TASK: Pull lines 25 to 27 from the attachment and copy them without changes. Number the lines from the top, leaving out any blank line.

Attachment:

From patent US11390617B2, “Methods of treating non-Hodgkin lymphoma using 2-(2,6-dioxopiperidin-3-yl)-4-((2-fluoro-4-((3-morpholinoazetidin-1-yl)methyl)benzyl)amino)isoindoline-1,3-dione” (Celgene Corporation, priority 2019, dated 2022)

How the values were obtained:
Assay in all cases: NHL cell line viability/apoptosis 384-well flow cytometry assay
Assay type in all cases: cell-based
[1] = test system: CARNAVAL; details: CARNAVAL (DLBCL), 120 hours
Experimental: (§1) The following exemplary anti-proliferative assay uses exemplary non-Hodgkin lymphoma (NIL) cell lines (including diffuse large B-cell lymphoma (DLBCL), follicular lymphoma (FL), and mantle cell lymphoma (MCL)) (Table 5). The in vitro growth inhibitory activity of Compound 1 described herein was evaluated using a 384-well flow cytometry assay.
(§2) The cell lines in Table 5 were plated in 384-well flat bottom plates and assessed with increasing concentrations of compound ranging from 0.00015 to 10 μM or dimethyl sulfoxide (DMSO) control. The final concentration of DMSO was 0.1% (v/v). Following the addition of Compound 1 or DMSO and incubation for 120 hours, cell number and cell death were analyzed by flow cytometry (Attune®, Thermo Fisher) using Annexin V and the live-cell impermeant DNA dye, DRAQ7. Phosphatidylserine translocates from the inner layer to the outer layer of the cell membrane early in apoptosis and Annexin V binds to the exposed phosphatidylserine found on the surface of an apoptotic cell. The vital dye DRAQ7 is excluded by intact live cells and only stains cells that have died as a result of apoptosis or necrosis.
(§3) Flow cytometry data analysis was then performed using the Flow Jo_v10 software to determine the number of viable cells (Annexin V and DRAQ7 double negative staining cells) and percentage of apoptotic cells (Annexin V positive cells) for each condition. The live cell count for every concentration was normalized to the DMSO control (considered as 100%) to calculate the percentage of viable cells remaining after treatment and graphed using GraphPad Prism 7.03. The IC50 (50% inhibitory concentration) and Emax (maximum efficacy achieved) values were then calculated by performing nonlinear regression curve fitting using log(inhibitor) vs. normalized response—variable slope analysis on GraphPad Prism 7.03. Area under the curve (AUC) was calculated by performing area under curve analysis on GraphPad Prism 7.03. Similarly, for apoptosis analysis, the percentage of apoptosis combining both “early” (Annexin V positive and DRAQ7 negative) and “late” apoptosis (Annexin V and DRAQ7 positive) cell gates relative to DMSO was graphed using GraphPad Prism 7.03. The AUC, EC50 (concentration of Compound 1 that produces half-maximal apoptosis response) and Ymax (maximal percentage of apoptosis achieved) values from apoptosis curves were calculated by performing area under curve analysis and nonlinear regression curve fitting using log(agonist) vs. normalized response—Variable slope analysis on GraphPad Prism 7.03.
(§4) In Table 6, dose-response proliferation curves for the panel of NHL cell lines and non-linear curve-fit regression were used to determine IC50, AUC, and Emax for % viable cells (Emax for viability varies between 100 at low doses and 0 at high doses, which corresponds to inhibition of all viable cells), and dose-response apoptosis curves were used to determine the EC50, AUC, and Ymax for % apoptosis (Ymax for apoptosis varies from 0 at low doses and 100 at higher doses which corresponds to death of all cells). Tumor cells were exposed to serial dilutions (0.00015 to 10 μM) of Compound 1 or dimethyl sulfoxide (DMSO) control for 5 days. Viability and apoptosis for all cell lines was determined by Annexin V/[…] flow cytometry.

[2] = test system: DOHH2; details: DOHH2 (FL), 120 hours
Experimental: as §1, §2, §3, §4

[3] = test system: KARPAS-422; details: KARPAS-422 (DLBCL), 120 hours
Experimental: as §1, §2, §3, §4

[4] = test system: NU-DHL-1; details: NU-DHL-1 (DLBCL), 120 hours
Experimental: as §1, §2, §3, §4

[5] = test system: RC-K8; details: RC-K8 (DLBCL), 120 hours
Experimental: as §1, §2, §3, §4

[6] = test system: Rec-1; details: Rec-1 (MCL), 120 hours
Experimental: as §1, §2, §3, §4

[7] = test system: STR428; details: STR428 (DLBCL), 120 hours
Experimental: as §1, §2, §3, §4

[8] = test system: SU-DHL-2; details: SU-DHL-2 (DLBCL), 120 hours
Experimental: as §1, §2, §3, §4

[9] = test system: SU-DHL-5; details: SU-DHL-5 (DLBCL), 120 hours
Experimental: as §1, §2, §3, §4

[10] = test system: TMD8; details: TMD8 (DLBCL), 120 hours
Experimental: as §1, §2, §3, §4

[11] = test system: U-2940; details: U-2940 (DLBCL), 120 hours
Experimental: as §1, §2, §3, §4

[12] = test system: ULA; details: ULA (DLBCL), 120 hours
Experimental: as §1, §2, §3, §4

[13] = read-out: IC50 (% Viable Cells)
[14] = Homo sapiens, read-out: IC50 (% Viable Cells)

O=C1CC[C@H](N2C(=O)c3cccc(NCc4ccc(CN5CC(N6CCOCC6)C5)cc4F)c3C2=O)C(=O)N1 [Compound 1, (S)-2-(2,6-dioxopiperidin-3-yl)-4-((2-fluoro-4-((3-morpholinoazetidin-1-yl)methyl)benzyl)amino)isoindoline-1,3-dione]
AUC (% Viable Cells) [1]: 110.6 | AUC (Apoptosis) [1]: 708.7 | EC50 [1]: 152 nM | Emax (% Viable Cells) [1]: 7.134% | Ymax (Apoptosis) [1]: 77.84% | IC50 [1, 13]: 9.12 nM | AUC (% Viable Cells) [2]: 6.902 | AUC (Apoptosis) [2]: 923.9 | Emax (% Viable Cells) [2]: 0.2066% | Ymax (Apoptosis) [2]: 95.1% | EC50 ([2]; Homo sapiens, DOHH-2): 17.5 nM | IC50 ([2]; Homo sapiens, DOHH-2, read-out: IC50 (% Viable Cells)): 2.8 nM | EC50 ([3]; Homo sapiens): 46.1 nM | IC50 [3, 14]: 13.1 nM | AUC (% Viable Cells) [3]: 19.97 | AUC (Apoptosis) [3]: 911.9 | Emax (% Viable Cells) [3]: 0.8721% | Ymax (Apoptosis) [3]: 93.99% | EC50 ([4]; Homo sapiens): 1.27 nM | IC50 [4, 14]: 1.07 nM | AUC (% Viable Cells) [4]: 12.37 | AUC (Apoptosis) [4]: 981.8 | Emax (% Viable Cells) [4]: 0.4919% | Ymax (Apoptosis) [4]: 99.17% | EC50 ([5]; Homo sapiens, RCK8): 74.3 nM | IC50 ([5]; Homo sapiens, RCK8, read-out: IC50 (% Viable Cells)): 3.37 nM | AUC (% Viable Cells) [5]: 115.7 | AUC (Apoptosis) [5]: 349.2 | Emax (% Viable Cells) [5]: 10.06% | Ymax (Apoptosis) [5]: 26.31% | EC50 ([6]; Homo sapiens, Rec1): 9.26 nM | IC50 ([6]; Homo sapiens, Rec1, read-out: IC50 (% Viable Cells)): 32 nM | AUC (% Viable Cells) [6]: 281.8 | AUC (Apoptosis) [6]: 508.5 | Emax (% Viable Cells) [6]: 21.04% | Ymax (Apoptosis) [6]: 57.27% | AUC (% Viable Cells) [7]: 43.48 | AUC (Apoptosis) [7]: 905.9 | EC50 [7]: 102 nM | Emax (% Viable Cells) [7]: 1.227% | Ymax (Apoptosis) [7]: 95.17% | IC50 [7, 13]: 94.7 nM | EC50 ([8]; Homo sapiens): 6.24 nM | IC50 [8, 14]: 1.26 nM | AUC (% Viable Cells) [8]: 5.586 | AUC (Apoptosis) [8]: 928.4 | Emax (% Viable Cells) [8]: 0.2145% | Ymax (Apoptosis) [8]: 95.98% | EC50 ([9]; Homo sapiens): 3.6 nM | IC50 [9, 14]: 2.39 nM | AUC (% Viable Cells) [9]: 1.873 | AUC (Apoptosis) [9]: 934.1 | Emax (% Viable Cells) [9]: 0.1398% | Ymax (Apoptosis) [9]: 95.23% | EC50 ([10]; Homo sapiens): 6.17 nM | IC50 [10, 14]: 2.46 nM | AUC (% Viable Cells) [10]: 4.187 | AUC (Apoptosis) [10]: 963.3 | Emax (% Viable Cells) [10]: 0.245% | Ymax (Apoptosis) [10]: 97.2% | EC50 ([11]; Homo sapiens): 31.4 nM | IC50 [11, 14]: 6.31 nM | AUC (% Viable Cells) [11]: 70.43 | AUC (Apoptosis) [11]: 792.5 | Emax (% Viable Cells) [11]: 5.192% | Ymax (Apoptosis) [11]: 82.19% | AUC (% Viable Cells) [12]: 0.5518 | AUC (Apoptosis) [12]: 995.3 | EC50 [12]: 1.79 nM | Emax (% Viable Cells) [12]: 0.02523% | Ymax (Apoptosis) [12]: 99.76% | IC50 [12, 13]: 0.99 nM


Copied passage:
Experimental: as §1, §2, §3, §4

[10] = test system: TMD8; details: TMD8 (DLBCL), 120 hours
Experimental: as §1, §2, §3, §4